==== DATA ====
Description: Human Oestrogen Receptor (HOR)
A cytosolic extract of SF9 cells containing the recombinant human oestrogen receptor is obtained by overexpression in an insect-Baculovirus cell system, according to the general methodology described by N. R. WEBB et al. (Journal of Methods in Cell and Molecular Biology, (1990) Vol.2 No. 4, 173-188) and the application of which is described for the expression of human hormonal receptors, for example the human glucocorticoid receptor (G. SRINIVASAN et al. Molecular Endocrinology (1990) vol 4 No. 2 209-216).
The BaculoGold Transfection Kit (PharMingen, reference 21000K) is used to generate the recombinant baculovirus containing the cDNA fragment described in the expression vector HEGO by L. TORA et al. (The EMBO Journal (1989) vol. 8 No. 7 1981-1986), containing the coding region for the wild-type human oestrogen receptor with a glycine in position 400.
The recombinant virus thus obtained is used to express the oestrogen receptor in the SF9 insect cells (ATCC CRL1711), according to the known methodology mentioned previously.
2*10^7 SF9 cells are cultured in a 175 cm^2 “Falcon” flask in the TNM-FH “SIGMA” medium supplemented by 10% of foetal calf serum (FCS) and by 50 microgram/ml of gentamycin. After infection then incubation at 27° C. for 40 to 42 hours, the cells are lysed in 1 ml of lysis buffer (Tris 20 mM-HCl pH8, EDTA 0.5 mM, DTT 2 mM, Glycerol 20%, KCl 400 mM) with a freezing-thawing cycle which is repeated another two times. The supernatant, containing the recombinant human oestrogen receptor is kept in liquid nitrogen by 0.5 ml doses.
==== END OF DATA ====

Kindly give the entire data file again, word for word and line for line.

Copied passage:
Description: Human Oestrogen Receptor (HOR)
A cytosolic extract of SF9 cells containing the recombinant human oestrogen receptor is obtained by overexpression in an insect-Baculovirus cell system, according to the general methodology described by N. R. WEBB et al. (Journal of Methods in Cell and Molecular Biology, (1990) Vol.2 No. 4, 173-188) and the application of which is described for the expression of human hormonal receptors, for example the human glucocorticoid receptor (G. SRINIVASAN et al. Molecular Endocrinology (1990) vol 4 No. 2 209-216).
The BaculoGold Transfection Kit (PharMingen, reference 21000K) is used to generate the recombinant baculovirus containing the cDNA fragment described in the expression vector HEGO by L. TORA et al. (The EMBO Journal (1989) vol. 8 No. 7 1981-1986), containing the coding region for the wild-type human oestrogen receptor with a glycine in position 400.
The recombinant virus thus obtained is used to express the oestrogen receptor in the SF9 insect cells (ATCC CRL1711), according to the known methodology mentioned previously.
2*10^7 SF9 cells are cultured in a 175 cm^2 “Falcon” flask in the TNM-FH “SIGMA” medium supplemented by 10% of foetal calf serum (FCS) and by 50 microgram/ml of gentamycin. After infection then incubation at 27° C. for 40 to 42 hours, the cells are lysed in 1 ml of lysis buffer (Tris 20 mM-HCl pH8, EDTA 0.5 mM, DTT 2 mM, Glycerol 20%, KCl 400 mM) with a freezing-thawing cycle which is repeated another two times. The supernatant, containing the recombinant human oestrogen receptor is kept in liquid nitrogen by 0.5 ml doses.